How the supply chain and logistics industry are facing the brunt of the coronavirus lockdown
As the coronavirus pandemic continues to wreak havoc on the global economy, businesses are ramping up their efforts to maintain continuity. Multiple countries have been placed under lockdown, barring operations for businesses apart from those delivering essential services. Businesses across numerous verticals are bearing the brunt of the situation.
Amid the unprecedented pandemic, multiple services such as travel, transport, retail, etc., have been halted temporarily. In the meantime, businesses are trying to find ways to deal with the current scenario that will be beneficial in the longer run. So, how are the supply chain and logistics industries handling the crisis?
Here are some trends that are driving these industries amid the global coronavirus outbreak.
Demand and supply
While there is a demand for goods, especially essential items, several manufacturing plants have been closed temporarily, because of which the supply chain has come to a halt. On the international front, a majority of flights have been suspended, disrupting the global shipping of goods. Further, the forced closure of factories has pushed brands that are still operating to procure materials using alternative ways to meet the demand from the people.
While a sustainable supply chain is majorly driven by consumer demand, the lack of resources such as transport and manufacturing, makes it challenging for the seamless functioning of supply chains around the world. This may prove to be a challenge once the pandemic has passed and the world returns to normalcy, with demand increasing.
Clearance of leftover stock
One of the major aspects that businesses dealing with non-essential items should focus on is the stocking up of materials or products. At a time when only essential items and services are being permitted, the stock of all non-essential items would be piled up in warehouses.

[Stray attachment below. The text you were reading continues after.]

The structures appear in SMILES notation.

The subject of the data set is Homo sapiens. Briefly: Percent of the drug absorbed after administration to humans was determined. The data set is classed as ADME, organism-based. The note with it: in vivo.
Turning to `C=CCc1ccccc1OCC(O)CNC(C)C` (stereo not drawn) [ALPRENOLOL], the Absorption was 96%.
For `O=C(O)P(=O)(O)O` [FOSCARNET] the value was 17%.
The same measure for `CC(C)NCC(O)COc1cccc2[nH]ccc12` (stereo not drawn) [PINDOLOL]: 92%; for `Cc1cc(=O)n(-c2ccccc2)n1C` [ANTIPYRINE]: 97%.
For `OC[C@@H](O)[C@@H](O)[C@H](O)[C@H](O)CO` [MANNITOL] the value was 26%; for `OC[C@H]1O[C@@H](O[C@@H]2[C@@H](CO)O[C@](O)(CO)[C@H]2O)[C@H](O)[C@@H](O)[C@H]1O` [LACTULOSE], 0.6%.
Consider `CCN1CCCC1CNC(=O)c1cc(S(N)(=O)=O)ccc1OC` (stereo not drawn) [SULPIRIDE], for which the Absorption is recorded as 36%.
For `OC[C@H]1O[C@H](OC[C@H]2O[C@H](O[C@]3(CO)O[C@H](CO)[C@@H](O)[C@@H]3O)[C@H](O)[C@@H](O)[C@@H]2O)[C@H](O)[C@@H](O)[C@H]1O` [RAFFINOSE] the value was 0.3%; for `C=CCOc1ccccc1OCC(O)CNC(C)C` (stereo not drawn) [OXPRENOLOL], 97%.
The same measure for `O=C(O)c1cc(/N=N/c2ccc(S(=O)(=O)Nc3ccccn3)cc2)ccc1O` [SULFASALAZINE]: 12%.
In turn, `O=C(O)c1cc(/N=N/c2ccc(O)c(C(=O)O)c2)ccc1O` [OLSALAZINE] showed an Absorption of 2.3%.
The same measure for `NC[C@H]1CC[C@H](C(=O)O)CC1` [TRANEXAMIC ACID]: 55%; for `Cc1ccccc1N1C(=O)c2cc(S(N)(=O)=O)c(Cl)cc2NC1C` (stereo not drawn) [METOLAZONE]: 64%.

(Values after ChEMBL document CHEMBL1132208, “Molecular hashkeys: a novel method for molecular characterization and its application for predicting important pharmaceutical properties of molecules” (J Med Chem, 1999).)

Data shows that shipments that were stuck (orders which were yet to be scanned) were at 9 percent, and delayed orders surged to 21 percent between March 10-20, 2020. Once businesses resume their operations and production starts, ensuring that the pre-existing stocks are cleared will be a concern.
Technology has led to a paradigm shift in the operating methods of urban logistics and supply chain management sectors. During such challenging times when there are limited resources available, technological advancements have come in handy in more ways than one.
The current crisis has left almost all employees across verticals to work remotely. Working out of factories will only increase the transmission of the virus. However, the absence of manpower increases the strain on the supply chain, which is where technology comes into the picture.
Brands are leveraging disruptive new-age technologies such as artificial intelligence (AI), Internet of Things (IoT), machine learning (ML), and robotics to maintain their business continuity. With drones being developed and businesses such as e-commerce logistics, being urged to follow contactless delivery to customers, the near future could bring us drone delivery.
E-commerce logistics companies are on-boarding new partners onto their platforms for seamless intra-city delivery of goods, particularly essential items. These brands are also expected to resume inter-city shipment of goods once the lockdown regulations are relaxed across the country.
Although positive COVID-19 cases are on the rise in most countries, governments and private organisations are working together towards containment and eradication. The Indian government has already been considering allowing certain industries and manufacturing plants to be reopened and resume operations with about 20-25 percent employee capacity.
If proper social distancing, sanitation, and hygiene norms are followed by the masses, the supply chain and logistics industry will be able to avoid further downfall and move towards normalcy in the coming days.
Edited by Suman Singh
(Disclaimer: The views and opinions expressed in this article are those of the author and do not necessarily reflect the views of YourStory.)